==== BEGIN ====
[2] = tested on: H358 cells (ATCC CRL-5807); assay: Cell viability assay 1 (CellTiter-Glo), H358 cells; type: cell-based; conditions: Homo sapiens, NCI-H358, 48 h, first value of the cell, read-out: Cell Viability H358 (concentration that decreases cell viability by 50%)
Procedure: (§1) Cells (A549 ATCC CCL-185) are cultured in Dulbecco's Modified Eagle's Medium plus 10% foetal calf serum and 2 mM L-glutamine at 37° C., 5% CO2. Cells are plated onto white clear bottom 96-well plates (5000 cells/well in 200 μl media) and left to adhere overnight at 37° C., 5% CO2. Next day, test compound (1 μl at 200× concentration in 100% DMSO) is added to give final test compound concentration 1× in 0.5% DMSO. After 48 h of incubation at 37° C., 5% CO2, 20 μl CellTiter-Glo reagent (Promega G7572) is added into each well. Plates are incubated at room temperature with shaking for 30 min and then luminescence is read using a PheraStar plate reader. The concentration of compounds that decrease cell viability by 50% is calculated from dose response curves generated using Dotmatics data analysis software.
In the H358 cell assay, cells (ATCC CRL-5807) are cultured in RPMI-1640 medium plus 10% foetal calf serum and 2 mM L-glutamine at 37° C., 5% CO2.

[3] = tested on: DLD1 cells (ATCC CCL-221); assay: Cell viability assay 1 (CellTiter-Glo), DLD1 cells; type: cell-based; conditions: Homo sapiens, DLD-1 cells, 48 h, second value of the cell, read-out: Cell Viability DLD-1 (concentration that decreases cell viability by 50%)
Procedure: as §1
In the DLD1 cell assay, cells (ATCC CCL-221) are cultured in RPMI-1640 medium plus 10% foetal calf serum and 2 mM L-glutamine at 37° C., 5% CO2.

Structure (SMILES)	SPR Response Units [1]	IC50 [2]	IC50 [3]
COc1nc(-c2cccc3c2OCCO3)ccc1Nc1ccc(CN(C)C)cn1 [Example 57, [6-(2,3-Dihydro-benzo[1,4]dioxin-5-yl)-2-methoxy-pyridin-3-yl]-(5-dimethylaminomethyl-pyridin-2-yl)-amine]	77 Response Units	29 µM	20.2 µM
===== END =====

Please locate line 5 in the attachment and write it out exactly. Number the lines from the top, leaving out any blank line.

Procedure: as §1